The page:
Kensington

Son’s Behavior Drew NYPD Visit Before 77-Year-Old Brooklyn Woman’s Death

A 77-year-old woman in Brooklyn was found dead by police Thursday night, according to the NYPD.

An elderly woman killed Monday in her New York City apartment was visited by police earlier in the evening over a disturbance involving her son, who is now charged in her death.

The building’s superintendent said police were called after the man threatened 77-year-old Marie Louis with a kitchen knife, but police have said there was no threat at that time.

Police said the initial 911 call to the Brooklyn apartment building pertained to an unrelated verbal dispute the son, 36-year-old Arnel Henry, was having with the super and was not criminal in nature.

Louis was found dead around 10 p.m. with trauma to the head, police said.

Henry was taken into custody on a murder charge and transported to a hospital for treatment and observation, police said. He remained there Tuesday.

It wasn’t immediately known if Henry had a lawyer who could speak on his behalf.

The building superintendent, Enrique Rodriguez, said police were initially called because Henry was sharpening a knife and making the woman nervous.

Rodriguez said officers told her there was nothing they could do because he wasn’t harming anyone.

“They left,” Rodriguez said. “15-20 minutes, boom. He already kill her. I’m here 20 years, never had any problems in this building. It’s unbelievable.”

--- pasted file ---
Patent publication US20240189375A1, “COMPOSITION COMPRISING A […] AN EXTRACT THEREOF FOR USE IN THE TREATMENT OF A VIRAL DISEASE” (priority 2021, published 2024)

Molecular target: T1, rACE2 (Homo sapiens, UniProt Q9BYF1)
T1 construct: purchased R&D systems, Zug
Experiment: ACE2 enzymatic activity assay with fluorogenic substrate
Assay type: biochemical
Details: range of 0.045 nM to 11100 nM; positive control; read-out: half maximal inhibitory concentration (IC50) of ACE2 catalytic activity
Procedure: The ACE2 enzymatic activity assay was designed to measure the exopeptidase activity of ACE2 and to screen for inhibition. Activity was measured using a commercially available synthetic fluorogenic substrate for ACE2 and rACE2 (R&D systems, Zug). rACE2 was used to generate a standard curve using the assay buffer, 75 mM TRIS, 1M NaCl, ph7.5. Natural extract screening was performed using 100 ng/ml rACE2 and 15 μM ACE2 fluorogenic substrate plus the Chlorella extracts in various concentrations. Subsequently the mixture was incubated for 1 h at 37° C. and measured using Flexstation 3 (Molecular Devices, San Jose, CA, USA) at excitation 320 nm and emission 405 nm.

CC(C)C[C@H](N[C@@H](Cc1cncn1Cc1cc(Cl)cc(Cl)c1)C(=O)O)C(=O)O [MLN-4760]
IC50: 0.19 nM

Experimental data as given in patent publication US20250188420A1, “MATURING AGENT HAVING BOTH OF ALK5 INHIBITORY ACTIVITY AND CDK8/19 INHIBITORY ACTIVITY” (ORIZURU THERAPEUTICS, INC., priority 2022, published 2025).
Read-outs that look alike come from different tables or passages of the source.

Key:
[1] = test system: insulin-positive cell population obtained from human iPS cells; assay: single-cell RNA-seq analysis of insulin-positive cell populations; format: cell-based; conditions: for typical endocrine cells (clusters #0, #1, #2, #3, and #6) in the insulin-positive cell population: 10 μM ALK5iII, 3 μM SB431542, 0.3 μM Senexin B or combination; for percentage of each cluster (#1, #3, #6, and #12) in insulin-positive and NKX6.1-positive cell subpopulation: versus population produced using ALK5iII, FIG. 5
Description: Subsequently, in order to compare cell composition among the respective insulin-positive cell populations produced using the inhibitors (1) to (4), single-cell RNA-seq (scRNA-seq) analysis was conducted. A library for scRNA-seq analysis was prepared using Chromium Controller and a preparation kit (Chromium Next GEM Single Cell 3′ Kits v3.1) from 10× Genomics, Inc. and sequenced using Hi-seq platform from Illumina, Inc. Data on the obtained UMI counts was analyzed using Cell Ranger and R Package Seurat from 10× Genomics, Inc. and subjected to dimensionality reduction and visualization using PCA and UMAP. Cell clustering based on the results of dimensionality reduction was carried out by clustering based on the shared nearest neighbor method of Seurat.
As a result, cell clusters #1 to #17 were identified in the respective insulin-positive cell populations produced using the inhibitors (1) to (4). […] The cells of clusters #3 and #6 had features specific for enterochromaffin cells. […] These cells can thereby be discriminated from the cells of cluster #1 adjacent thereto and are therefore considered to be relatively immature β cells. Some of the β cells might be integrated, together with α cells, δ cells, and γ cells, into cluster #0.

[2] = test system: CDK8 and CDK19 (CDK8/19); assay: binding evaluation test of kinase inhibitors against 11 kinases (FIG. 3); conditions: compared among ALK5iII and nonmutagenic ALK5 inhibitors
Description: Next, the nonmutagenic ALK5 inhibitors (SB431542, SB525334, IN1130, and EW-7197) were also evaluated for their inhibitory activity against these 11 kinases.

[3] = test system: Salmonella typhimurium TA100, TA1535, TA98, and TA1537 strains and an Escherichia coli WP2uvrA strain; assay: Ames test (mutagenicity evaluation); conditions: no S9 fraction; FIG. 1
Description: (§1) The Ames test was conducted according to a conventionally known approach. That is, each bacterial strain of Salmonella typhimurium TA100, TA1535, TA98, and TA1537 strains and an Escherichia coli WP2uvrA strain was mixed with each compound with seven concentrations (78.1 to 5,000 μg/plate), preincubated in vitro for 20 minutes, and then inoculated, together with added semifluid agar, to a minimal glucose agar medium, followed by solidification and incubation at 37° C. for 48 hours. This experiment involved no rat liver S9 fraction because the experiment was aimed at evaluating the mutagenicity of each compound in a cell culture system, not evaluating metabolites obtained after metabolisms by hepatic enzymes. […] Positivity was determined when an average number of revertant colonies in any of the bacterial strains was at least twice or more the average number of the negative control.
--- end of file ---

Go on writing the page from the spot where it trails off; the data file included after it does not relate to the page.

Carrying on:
Ashley Cleek, a radio reporter and producer who lives a floor above Louis, said Henry lived with Louis and has had a history of mental illness.

Cleek said Louis and the superintendent called police around 9 p.m. to report the kitchen knife threat.

Relaying what the superintendent told her of the exchange, Cleek said responding officers downplayed Louis’ fears and told her Henry “could have been using the knife to chop vegetables.”

“A few hours later, my neighbor was dead,” Cleek said, sharing part of her account on Twitter. “If the police has taken her fear seriously, I have no doubt she would be alive today.”

Police said Cleek’s tweets were not accurate and that there was “absolutely no criminality” involved in the disturbance that led to their initial response.

They said officers didn’t find anyone in distress and that everyone appeared to be acting normally.

Cleek said the superintendent showed her video footage of an earlier dispute between Henry and the building’s doorman, around 7:30 or 8 p.m.

She said she her tweets about the events leading to Louis’ death were based primarily on what the superintendent told her about the later disturbance, adding: “I don't see why he would make that up.”

“I went up in the elevator with her at 8:15 / 8:25ish,” Cleek said. “And then, according to the super, she came back down — around 9 — and asked to call 911 because her son threatened her.”

Cleek said Louis was a staple in their Kensington neighborhood. She was sweet, warm and spoke with a Caribbean accent.

Cleek called her death an “absolute tragedy.”

Copyright AP - Associated Press
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